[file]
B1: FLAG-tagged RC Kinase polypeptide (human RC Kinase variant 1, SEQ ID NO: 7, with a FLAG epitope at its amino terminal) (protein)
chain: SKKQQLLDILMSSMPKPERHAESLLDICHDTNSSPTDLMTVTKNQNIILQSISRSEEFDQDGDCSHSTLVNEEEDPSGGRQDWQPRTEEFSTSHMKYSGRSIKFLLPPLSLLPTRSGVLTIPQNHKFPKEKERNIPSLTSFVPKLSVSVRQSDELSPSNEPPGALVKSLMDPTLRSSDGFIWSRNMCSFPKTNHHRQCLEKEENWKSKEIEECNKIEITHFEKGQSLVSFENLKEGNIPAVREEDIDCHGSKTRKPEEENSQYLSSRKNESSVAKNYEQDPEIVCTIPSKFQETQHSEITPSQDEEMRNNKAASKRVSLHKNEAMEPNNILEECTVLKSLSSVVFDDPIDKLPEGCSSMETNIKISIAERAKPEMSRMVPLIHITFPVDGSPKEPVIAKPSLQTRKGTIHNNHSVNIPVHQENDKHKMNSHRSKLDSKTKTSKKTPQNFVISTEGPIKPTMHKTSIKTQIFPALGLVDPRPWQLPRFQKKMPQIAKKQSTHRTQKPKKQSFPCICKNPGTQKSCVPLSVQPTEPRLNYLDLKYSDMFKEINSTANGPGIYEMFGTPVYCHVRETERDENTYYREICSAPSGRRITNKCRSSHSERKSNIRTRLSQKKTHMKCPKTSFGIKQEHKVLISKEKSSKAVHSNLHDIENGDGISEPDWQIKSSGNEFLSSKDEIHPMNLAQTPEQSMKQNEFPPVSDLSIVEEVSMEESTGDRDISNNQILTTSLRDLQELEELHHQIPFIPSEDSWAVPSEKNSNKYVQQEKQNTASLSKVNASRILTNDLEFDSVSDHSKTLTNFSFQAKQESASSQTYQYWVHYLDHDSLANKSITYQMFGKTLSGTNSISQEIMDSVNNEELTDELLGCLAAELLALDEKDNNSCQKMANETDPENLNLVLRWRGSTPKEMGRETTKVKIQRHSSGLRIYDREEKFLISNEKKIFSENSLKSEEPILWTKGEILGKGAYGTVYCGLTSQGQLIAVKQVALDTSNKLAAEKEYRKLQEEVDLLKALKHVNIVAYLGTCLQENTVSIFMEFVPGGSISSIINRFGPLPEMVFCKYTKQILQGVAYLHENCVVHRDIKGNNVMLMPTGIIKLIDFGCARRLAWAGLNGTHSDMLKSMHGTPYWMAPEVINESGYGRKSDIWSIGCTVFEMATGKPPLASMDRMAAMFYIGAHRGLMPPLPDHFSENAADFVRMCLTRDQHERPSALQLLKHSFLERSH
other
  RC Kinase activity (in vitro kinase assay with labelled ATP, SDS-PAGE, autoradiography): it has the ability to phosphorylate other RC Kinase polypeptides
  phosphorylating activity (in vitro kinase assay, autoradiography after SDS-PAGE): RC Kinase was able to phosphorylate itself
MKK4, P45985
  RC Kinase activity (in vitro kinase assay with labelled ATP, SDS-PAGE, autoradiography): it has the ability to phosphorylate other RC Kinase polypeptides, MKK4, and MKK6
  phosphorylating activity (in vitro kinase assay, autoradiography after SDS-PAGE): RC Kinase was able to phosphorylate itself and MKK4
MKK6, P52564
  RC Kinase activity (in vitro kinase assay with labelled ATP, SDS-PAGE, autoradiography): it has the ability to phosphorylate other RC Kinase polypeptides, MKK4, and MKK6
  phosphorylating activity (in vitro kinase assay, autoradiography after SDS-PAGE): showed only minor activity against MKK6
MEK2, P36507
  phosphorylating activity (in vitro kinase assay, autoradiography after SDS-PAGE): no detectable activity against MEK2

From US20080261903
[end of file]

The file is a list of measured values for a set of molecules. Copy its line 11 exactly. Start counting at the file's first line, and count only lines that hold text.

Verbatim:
  phosphorylating activity (in vitro kinase assay, autoradiography after SDS-PAGE): showed only minor activity against MKK6